FOM: advances in f.o.m.
friedman at math.ohio-state.edu
Tue Mar 17 03:56:39 EST 1998
Franzen writes 12:54PM 3/17/98:
> Harvey Friedman suggests that the general intellectual interest issue
>is "handled rather nicely" by the paragraph
> >"A coherent body of discrete and finite combinatorial results, regarded as
> >interesting, natural, basic, and simple by relevant practitioners, has
> >discovered and shown to be provable only by going well beyond the usual
> >axioms of mathematics via standard axioms of higher infinities." A
> >non-specialist can understand this finding.
> A smallish group of non-specialists could no doubt understand this
>finding, in general terms. But why should they, or anybody else, care
>about it? Again what is lacking is any argument linking f.o.m. to
>the actual intellectual concerns of non-specialists.
Because, e.g., there is plenty of documented evidence that many
non-specialists relate very strongly to the incompleteness theorems and the
whole idea of unprovability. The above is a very strong and modern form of
earlier results which have stood the test of time in this regard. Also, the
general intellectual interest in findings relating to the "special
objective nature" of mathematics - construed as postitive or negative
findings - is completely self evident and well tested. The subject
"foundations of general intellectual interest" is a very real one, and not
really well developed. However, I personally have other committments, and
have not sought to develop this. Nevertheless, I fully believe that you
understand the notion and possess the intellectual capacity to usefully and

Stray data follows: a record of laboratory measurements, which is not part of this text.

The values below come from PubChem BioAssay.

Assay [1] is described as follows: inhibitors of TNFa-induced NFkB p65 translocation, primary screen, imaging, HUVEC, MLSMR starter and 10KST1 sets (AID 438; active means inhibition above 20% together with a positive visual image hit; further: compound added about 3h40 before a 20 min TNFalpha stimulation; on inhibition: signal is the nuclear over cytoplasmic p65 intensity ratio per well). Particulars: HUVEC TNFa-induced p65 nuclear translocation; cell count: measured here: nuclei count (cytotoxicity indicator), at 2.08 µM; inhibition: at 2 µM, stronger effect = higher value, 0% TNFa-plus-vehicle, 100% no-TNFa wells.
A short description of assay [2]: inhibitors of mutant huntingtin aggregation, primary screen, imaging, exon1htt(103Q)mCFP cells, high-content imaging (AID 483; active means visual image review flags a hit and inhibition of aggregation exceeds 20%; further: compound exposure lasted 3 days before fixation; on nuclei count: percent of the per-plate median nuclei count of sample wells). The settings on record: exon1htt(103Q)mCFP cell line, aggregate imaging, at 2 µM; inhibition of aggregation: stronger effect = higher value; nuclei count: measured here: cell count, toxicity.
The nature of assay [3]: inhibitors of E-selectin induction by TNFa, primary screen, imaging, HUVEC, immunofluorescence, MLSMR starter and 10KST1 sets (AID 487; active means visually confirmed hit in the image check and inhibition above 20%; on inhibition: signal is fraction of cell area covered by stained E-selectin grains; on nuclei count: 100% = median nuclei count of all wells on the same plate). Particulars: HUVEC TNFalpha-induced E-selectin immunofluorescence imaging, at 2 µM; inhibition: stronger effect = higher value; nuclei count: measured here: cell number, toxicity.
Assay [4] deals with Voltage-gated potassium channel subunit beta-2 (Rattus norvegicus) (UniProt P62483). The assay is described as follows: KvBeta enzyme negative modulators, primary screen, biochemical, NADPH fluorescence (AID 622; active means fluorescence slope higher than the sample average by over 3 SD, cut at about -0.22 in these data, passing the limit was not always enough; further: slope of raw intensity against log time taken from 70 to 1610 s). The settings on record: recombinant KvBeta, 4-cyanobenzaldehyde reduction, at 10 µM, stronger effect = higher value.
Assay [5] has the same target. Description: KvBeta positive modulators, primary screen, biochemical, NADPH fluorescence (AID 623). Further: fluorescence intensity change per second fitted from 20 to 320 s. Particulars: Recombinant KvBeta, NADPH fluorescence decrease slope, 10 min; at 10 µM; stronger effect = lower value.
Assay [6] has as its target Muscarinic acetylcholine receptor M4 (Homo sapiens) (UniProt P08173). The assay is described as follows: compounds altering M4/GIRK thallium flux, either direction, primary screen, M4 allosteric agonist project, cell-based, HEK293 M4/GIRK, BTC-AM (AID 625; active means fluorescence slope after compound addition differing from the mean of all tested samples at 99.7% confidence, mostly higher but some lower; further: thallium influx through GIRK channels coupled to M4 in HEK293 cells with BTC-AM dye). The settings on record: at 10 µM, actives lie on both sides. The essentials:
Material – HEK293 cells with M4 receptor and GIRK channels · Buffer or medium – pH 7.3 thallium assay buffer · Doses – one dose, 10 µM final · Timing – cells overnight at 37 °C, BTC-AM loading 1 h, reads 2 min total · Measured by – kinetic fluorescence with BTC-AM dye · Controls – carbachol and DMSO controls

productively think in these terms. I wish you would refrain from
deliberately creating false doubts as to your understanding, solely for the
purpose of offending people who you think have offended you.
>It's unclear if
>you [Simpson] are suggesting that whether Friedman's results are an
>epochal advance in
>foundations does not, as I claimed, strongly depend on the applicability
>of the combinatorial principles and the epistemological status of the
>large cardinal principles.
Large cardinal principles, following Godel, are so ingrained in the
development of f.o.m., and form such a compelling coherent picture
(independently of wide open questions of ultimate justifications, etcetera)
that various results concerning them can be obviously crucial steps in the
development of f.o.m. totally independently of any future understanding of
their "epistemological status." Also, the importance of the Godel/Cohen
advance does not depend on the applicability of the continuum hypothesis,
although applications of CH - which are systemically limited - add somewhat
to the importance of the Godel/Cohen advance. By the way, when you use the
word "epochal" here, what do you mean?
Specifically, would you say:
"whether Godel/Cohen is an epochal advance in foundations strongly depends
on the applicability of the continuum hypothesis and the epistemological
status of ZFC"?
By the way, what, in your terms, is the epistemological status of ZFC? And
also, would you say:
"whether Godel's 2nd incompleteness theorem is an epochal advance in
foundations strongly depends on the applicability of the consistency
statements and the epistemological status of first order predicate
and what, in your terms, is the epistemological status of first order
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